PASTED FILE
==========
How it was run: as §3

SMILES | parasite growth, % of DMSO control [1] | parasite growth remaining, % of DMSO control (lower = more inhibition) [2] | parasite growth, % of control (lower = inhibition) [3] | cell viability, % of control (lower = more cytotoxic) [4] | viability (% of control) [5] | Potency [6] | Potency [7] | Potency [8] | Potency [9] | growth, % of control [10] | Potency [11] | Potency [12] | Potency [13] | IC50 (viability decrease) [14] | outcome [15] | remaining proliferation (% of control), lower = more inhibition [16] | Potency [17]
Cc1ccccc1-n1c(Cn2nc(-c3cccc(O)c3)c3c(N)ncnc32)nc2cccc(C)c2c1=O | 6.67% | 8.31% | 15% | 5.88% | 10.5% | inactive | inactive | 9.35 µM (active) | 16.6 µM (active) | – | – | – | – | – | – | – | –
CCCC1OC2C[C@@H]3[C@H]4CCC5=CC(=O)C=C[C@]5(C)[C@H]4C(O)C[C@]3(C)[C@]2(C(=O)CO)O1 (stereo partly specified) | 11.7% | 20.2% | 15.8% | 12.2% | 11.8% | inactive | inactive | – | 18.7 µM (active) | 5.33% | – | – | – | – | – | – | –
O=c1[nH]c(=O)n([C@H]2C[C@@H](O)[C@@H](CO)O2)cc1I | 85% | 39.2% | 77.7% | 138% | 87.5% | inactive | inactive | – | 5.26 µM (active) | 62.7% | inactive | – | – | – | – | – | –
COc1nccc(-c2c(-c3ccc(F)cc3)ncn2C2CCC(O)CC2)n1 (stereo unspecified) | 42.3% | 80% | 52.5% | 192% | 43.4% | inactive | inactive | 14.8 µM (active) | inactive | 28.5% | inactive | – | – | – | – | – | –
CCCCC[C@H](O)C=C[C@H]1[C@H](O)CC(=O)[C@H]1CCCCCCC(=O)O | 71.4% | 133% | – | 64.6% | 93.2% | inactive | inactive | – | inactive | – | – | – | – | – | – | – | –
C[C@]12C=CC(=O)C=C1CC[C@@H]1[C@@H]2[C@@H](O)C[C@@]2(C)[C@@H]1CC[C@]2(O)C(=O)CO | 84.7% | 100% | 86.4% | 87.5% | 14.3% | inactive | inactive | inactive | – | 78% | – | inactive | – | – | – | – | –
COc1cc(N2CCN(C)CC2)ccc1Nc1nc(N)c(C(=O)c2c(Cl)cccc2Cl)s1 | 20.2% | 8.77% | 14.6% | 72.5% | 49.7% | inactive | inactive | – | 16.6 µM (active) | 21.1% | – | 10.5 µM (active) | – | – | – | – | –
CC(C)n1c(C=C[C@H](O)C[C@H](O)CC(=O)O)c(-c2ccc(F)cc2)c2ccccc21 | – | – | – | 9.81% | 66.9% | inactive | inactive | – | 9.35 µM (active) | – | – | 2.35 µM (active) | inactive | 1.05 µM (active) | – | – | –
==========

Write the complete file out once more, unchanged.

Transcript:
How it was run: as §3

SMILES | parasite growth, % of DMSO control [1] | parasite growth remaining, % of DMSO control (lower = more inhibition) [2] | parasite growth, % of control (lower = inhibition) [3] | cell viability, % of control (lower = more cytotoxic) [4] | viability (% of control) [5] | Potency [6] | Potency [7] | Potency [8] | Potency [9] | growth, % of control [10] | Potency [11] | Potency [12] | Potency [13] | IC50 (viability decrease) [14] | outcome [15] | remaining proliferation (% of control), lower = more inhibition [16] | Potency [17]
Cc1ccccc1-n1c(Cn2nc(-c3cccc(O)c3)c3c(N)ncnc32)nc2cccc(C)c2c1=O | 6.67% | 8.31% | 15% | 5.88% | 10.5% | inactive | inactive | 9.35 µM (active) | 16.6 µM (active) | – | – | – | – | – | – | – | –
CCCC1OC2C[C@@H]3[C@H]4CCC5=CC(=O)C=C[C@]5(C)[C@H]4C(O)C[C@]3(C)[C@]2(C(=O)CO)O1 (stereo partly specified) | 11.7% | 20.2% | 15.8% | 12.2% | 11.8% | inactive | inactive | – | 18.7 µM (active) | 5.33% | – | – | – | – | – | – | –
O=c1[nH]c(=O)n([C@H]2C[C@@H](O)[C@@H](CO)O2)cc1I | 85% | 39.2% | 77.7% | 138% | 87.5% | inactive | inactive | – | 5.26 µM (active) | 62.7% | inactive | – | – | – | – | – | –
COc1nccc(-c2c(-c3ccc(F)cc3)ncn2C2CCC(O)CC2)n1 (stereo unspecified) | 42.3% | 80% | 52.5% | 192% | 43.4% | inactive | inactive | 14.8 µM (active) | inactive | 28.5% | inactive | – | – | – | – | – | –
CCCCC[C@H](O)C=C[C@H]1[C@H](O)CC(=O)[C@H]1CCCCCCC(=O)O | 71.4% | 133% | – | 64.6% | 93.2% | inactive | inactive | – | inactive | – | – | – | – | – | – | – | –
C[C@]12C=CC(=O)C=C1CC[C@@H]1[C@@H]2[C@@H](O)C[C@@]2(C)[C@@H]1CC[C@]2(O)C(=O)CO | 84.7% | 100% | 86.4% | 87.5% | 14.3% | inactive | inactive | inactive | – | 78% | – | inactive | – | – | – | – | –
COc1cc(N2CCN(C)CC2)ccc1Nc1nc(N)c(C(=O)c2c(Cl)cccc2Cl)s1 | 20.2% | 8.77% | 14.6% | 72.5% | 49.7% | inactive | inactive | – | 16.6 µM (active) | 21.1% | – | 10.5 µM (active) | – | – | – | – | –
CC(C)n1c(C=C[C@H](O)C[C@H](O)CC(=O)O)c(-c2ccc(F)cc2)c2ccccc21 | – | – | – | 9.81% | 66.9% | inactive | inactive | – | 9.35 µM (active) | – | – | 2.35 µM (active) | inactive | 1.05 µM (active) | – | – | –